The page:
“I didn’t want him anymore. And I actually felt okay about it. Lighter.
I could start the school year without Devin Kapadia taking up any physical or mental space in my world.”
Get ready to fall in love with Farah Heron’s latest ya romance How to Win a Breakup.
First, math genius and gamer-nerd Samaya gets dumped by her boyfriend. Then he sabotages her job and hooks up with her frenemy. What could be worse? Clearly, her golden-boy ex is winning the breakup. The only way Samaya can get some rebound cred is to find someone new. Even if she has to fake it.
At a volunteer bake sale, Samaya meets a sweet opportunity. Daniel is a handsome hockey jock and a whiz when it comes to lemon squares and brownies. And he agrees to play along. Quid pro quo. He’ll pretend to be the boyfriend of her dreams if Samaya helps him pass calculus.
This may well be the recipe for the best revenge, but Samaya has no idea how complicated it will get. As they whip up an imitation romance, and a bumbleberry pie, resisting each other’s very real charms proves impossible. Samaya finds herself on an unexpected journey of secrets, self-discovery, and the true meaning of moving on.
Bring on the teenage drama and angst! Farah has done it again. She has created a warm, fun, and realistic YA contemporary romance story. It was easy to just sink into this book and watch all this high school drama unfold. I loved all the big emotions, the food talk, the characters, and the Bridgerton feel of this book. She weaves together themes of family, friends, relationships, technology, and cliquism and creates a fun story with excellent banter and a lot of depth.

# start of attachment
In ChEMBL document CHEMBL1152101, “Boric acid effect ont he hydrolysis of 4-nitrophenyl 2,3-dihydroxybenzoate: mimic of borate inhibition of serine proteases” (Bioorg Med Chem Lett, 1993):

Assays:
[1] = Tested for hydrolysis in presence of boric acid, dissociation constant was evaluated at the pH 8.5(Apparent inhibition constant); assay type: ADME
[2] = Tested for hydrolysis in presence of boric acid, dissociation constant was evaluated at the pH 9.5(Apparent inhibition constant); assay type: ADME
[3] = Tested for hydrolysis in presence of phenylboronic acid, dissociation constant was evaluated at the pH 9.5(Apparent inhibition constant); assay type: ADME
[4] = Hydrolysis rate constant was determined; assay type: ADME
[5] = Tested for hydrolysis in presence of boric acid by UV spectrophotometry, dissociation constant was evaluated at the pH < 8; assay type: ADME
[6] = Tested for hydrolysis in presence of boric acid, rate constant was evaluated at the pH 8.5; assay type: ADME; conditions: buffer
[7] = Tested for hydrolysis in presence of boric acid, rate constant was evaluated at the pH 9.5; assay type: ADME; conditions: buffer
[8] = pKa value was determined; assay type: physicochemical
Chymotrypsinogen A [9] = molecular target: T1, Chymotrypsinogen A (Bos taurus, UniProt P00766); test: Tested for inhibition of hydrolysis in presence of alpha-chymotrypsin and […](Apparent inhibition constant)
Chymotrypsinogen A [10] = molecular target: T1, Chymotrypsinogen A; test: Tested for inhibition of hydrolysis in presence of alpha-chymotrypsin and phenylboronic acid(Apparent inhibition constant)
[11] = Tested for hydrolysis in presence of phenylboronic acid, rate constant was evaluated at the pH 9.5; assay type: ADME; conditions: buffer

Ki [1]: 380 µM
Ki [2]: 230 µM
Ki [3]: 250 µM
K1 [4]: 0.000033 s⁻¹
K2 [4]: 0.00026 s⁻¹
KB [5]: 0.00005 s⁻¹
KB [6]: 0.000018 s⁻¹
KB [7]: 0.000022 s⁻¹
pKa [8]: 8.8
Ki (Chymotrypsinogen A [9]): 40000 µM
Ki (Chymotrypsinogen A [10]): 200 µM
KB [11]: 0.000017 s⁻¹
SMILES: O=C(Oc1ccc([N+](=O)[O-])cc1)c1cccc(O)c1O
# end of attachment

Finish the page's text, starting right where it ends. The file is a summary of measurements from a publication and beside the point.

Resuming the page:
I loved, loved, loved this modern take on Lady Whistledown’s gossip pamphlets. In this book, there is a mysterious Instagram account called Earl’s Whispers, which keeps its followers up on the latest gossip at Earl’s Jones Secondary School (Samaya’s school). No one knows who runs this account, but whoever it is seems to have it in for Samaya. I just thought this was such a clever story element to include, and I loved how Farah modernized a part of the Bridgerton world. It showed readers how toxic and dangerous social media can be and its impact on people’s lives. I enjoyed this mystery around who was running this page and found myself trying to guess who was the “Earl.”
Samaya has a lot going on in her life. Her break-up with her boyfriend was unexpected and did a number on her mental well-being. At the start of school, Samaya wants to step away from all this drama linked to her break-up and focus on school and volunteering. Unfortunately, escaping the limelight is harder, and she finds herself the target of Earl’s Whispers posts. I liked Samaya; she is smart and driven, and underneath that prickly exterior is a nice person. In this book, we watch as she tries to figure out how to deal with all the rumours going around, and tries to show the school that she has moved on from her ex. Her character makes mistakes and stumbles, but she picks herself up and grows. I liked spending time with her.
Daniel is a big old sweetheart, and I loved his passion for baking. Farah could have easily made his character one-dimensional and very stereotypical, but she didn’t. Daniel’s character comes across as this carefree jock with a glass-half-full attitude. It looks like he doesn’t have a care in the world. But in reality, Daniel is dealing with some tough problems and has been through a lot. I loved peeling away those layers and learning more about Daniel and his life.
The romance in this book has so much drama in it. You won’t enjoy this story if you are not a fan of teenage angst and big emotions. The main catalyst in this story is Samaya trying to show her fellow peers that she is over her ex and that she is living her best life. And that’s where Daniel comes in. Samaya and Daniel agree to help each other out; Daniel will pretend to be Samaya’s boyfriend until geek prom, and in exchange, Samaya has to help Daniel with his math homework. But of course, as they spend more time together, they fall in love. These two are sweet and have this lovely reverse grumpy sunshine feel to their relationship. I liked their chemistry, and they were perfect for each other.
How to Win a Break-up is a fun, drama-filled teenage romance that you cannot put down.
Thank you, Skyscape, for the ARC in exchange for an honest review.